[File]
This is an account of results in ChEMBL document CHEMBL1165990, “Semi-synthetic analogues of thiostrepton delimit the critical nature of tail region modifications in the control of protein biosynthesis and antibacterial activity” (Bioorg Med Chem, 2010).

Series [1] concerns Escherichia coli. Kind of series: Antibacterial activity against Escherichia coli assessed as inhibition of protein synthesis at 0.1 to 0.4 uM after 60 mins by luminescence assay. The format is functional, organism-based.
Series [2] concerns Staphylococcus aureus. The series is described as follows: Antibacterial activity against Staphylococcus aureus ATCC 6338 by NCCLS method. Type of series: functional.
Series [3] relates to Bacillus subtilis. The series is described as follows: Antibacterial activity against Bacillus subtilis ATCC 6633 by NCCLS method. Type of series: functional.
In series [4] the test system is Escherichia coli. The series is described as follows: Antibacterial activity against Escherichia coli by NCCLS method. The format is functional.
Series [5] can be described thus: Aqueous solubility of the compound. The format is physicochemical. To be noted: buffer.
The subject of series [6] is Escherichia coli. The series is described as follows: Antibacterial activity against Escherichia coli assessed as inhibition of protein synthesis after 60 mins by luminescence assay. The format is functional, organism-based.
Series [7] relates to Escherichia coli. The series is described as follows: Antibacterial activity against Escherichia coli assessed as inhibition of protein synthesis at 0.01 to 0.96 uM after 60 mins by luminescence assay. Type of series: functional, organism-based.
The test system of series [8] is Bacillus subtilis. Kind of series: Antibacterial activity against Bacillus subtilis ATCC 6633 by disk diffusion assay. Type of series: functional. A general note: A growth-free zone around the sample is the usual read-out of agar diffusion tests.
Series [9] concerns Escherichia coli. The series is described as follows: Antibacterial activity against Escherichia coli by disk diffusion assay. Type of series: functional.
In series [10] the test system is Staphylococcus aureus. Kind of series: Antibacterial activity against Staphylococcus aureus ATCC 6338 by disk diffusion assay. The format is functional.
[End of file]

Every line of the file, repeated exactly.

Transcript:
This is an account of results in ChEMBL document CHEMBL1165990, “Semi-synthetic analogues of thiostrepton delimit the critical nature of tail region modifications in the control of protein biosynthesis and antibacterial activity” (Bioorg Med Chem, 2010).

Series [1] concerns Escherichia coli. Kind of series: Antibacterial activity against Escherichia coli assessed as inhibition of protein synthesis at 0.1 to 0.4 uM after 60 mins by luminescence assay. The format is functional, organism-based.
Series [2] concerns Staphylococcus aureus. The series is described as follows: Antibacterial activity against Staphylococcus aureus ATCC 6338 by NCCLS method. Type of series: functional.
Series [3] relates to Bacillus subtilis. The series is described as follows: Antibacterial activity against Bacillus subtilis ATCC 6633 by NCCLS method. Type of series: functional.
In series [4] the test system is Escherichia coli. The series is described as follows: Antibacterial activity against Escherichia coli by NCCLS method. The format is functional.
Series [5] can be described thus: Aqueous solubility of the compound. The format is physicochemical. To be noted: buffer.
The subject of series [6] is Escherichia coli. The series is described as follows: Antibacterial activity against Escherichia coli assessed as inhibition of protein synthesis after 60 mins by luminescence assay. The format is functional, organism-based.
Series [7] relates to Escherichia coli. The series is described as follows: Antibacterial activity against Escherichia coli assessed as inhibition of protein synthesis at 0.01 to 0.96 uM after 60 mins by luminescence assay. Type of series: functional, organism-based.
The test system of series [8] is Bacillus subtilis. Kind of series: Antibacterial activity against Bacillus subtilis ATCC 6633 by disk diffusion assay. Type of series: functional. A general note: A growth-free zone around the sample is the usual read-out of agar diffusion tests.
Series [9] concerns Escherichia coli. The series is described as follows: Antibacterial activity against Escherichia coli by disk diffusion assay. Type of series: functional.
In series [10] the test system is Staphylococcus aureus. Kind of series: Antibacterial activity against Staphylococcus aureus ATCC 6338 by disk diffusion assay. The format is functional.